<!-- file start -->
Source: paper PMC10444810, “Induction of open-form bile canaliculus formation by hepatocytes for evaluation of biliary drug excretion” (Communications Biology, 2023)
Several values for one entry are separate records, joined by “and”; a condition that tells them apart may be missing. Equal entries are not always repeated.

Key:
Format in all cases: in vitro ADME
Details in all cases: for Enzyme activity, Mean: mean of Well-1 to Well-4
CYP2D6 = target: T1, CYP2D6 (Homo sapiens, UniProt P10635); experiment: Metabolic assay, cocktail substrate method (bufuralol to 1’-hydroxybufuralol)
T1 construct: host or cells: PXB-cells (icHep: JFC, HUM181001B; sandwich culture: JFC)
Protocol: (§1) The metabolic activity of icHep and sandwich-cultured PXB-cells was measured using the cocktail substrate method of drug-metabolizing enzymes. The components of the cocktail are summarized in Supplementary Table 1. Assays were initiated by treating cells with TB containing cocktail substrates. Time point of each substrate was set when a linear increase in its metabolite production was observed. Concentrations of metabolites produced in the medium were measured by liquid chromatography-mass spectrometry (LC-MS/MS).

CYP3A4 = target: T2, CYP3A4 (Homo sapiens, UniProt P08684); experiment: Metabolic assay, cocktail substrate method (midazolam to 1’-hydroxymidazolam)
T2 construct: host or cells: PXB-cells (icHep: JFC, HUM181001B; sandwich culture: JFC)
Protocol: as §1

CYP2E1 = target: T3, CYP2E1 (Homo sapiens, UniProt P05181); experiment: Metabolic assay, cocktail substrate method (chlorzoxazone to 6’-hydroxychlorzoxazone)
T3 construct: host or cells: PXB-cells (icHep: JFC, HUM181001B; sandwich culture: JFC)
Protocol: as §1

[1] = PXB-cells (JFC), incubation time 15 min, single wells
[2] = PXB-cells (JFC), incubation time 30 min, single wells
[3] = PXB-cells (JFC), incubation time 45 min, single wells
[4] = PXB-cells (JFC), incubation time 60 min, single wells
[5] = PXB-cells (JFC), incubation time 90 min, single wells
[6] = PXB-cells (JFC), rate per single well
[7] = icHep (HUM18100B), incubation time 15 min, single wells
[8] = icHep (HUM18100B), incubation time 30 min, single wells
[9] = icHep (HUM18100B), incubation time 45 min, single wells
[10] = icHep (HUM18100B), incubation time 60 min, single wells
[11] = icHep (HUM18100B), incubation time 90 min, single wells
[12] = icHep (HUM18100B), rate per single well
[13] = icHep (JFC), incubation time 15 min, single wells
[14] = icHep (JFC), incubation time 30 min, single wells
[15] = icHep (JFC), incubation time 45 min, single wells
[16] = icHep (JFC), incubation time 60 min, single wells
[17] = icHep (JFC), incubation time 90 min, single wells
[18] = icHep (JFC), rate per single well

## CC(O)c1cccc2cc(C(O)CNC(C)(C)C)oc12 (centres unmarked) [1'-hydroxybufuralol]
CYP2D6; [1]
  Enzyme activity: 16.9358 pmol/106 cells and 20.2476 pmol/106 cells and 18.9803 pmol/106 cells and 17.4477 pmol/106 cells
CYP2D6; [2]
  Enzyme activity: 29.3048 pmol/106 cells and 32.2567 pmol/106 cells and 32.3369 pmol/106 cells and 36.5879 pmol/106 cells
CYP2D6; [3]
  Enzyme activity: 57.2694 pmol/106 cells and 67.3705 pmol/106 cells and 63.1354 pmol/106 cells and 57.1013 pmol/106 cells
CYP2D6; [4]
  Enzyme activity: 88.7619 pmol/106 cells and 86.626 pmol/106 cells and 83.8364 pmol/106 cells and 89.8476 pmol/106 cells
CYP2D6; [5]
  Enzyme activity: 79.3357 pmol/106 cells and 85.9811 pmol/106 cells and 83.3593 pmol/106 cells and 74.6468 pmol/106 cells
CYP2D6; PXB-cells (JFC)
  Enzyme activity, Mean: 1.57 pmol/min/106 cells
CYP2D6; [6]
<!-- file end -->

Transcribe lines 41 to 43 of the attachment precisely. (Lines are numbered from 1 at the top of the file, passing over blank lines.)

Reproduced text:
  Enzyme activity: 88.7619 pmol/106 cells and 86.626 pmol/106 cells and 83.8364 pmol/106 cells and 89.8476 pmol/106 cells
CYP2D6; [5]
  Enzyme activity: 79.3357 pmol/106 cells and 85.9811 pmol/106 cells and 83.3593 pmol/106 cells and 74.6468 pmol/106 cells